Monkey Gland cocktail garnished with orange

Monkey Gland

By Timo Torner / Last updated on March 14, 2022 
The Monkey Gland is an old-school cocktail that requires well-balanced measurements. It is one of the drinks that can be absolutely delicious if done the right way.

Despite its strange name, the Monkey Gland is an incredible cocktail. An extraordinary mix of Dry Gin, Absinthe, grenadine, and orange juice. And the color of the drink is magnificent, too: a bright, almost glowing tone, somewhere between orange and pink. It's one of many drinks invented in Harry MacElhone's bar in Paris, the famous "Harry's New York bar".

The original recipe of the Monkey Gland cocktail would be risky to serve for modern days bar visitors, though. Back then, equal amounts of Gin and orange juice built the base of the drink. However, today's palates usually are more accustomed to sour drink recipes. So this would most likely not work out. But by adjusting the recipe and balancing the ingredients better, the Monkey Gland becomes an outstanding drink -also for today's standards.

History of the Monkey Gland cocktail

There's a debate about who actually created the Monkey Gland cocktail first. Either Frank Meier, former bartender of the Ritz Hotel in Paris, or Harry MacElhone himself in the aforementioned bar located in the same city, whereas most cocktail historians credit the invention to Harry MacElhone. But either way, the drink was born in France.

And it is certain the Monkey Glad got served for the first time during the early 1920s. That is well-documented as there are newspaper articles from 1923 praising the cocktail and its recipe. Later, in 1930 it also appeared in MacElhone's book "Harry's ABC of Mixing Cocktails".

Why it's called Monkey Gland

Monkey Gland sounds like an odd and confusing name for a drink. And sure thing, it is. But don't worry, the cocktail ingredients have absolutely nothing to do with the testicles or any other body part of monkeys. No monkeys got hurt in connection with the drink's development.

And it takes a bit of a history lesson to know why the drink got a name like that. In the 1920s, a French Surgeon named Serge Voronoff claimed that transplanting monkey testicles into the human scrotum increases life expectancy. In experiments with monkeys, he saw "signs of increased vitality". -That, unfortunately, is something where monkeys probably got hurt.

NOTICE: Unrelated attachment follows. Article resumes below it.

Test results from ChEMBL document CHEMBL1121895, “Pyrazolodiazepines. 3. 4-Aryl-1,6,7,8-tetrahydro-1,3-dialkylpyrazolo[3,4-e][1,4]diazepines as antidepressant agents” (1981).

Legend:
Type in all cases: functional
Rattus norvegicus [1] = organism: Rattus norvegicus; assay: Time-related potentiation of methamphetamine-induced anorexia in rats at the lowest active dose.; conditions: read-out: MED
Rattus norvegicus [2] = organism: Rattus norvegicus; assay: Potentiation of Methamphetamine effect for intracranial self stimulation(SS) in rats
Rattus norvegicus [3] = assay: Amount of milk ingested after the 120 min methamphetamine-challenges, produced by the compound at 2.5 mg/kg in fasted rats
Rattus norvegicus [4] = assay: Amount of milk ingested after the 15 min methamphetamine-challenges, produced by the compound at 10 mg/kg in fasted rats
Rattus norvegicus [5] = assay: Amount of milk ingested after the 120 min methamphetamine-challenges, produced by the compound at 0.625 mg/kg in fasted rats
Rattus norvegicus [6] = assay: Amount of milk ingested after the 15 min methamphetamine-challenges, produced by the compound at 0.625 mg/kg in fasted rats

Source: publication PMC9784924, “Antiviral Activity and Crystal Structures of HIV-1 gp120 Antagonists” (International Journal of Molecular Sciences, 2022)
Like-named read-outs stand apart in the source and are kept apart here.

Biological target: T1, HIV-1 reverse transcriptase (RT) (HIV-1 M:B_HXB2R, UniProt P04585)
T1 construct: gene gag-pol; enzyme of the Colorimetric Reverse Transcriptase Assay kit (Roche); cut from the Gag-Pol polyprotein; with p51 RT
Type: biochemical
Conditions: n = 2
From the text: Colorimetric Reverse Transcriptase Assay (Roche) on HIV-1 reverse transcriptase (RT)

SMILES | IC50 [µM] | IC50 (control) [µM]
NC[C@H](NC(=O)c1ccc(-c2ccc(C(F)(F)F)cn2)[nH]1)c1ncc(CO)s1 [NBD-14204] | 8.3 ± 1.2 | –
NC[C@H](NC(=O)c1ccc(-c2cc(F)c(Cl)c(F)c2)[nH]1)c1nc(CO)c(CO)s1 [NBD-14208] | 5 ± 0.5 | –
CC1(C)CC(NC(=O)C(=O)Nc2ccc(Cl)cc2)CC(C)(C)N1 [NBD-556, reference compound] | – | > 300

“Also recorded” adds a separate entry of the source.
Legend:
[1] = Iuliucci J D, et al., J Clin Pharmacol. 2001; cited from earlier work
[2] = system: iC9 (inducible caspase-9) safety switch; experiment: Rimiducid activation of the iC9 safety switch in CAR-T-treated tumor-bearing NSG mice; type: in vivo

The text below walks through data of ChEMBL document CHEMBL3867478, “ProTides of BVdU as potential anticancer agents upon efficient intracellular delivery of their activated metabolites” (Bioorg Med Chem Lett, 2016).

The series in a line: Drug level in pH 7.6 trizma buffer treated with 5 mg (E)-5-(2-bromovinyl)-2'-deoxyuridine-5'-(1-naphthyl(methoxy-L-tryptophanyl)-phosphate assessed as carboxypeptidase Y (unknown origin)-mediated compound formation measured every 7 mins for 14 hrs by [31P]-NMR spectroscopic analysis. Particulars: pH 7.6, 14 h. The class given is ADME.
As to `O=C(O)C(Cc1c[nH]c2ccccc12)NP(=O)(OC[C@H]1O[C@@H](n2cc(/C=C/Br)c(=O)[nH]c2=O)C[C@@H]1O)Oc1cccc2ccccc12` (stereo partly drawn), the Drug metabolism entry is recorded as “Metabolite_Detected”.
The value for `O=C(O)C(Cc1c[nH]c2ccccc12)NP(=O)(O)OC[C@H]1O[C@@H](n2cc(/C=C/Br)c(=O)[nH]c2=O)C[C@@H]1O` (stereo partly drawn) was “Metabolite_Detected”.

During the 1920s, Voronoff transplanted monkey testicles as often as a few hundred times. And that was just at the same time when the drink got invented. So the name of the Monkey Gland was a -at least back then- "fun" reference to an unorthodox and certainly questionable medical treatment. And that story was confirmed by Harry MacElhone himself.

Best Gin for Monkey Gland

Choosing a good Gin is the key to making a great Monkey Gland. With so many different types of Gin, it can be hard to select the right one. For this drink, a classic Dry Gin works best. Together with freshly squeezed orange juice and a decent Absinthe, it can create a beautiful cocktail.

Monkey Gland cocktail garnished with orange

Monkey Gland

An interesting classic cocktail from Paris. Based on gin and balanced by orange juice, Absinthe, and a bit of Grenadine.
Prep Time: 3 minutes
Course: Drinks
Cuisine: French
Keyword: absinthe, Gin, grenadine, orange juice
Servings: 1
Calories: 188kcal
Cost: $2.80


  • 2 oz Dry Gin
  • 0.75 oz Freshly squeezed orange juice
  • 0.2 oz Giffard Grenadine syrup
  • 4 dashes Absinthe


  • Pour all ingredients into a cocktail shaker with plenty of ice.
    2 oz Dry Gin, 0.75 oz Freshly squeezed orange juice, 0.2 oz Giffard Grenadine syrup, 4 dashes Absinthe
  • Shake until the drink is well-chilled and strain into a chilled coupe glass. Enjoy!


Serving: 3.25oz | Calories: 188kcal | Carbohydrates: 19.63g | Protein: 0.75g | Fat: 0.15g | Sodium: 11.18mg | Potassium: 129.32mg | Sugar: 14.65g | Vitamin C: 37.5mg | Calcium: 32.7mg | Iron: 0.35mg
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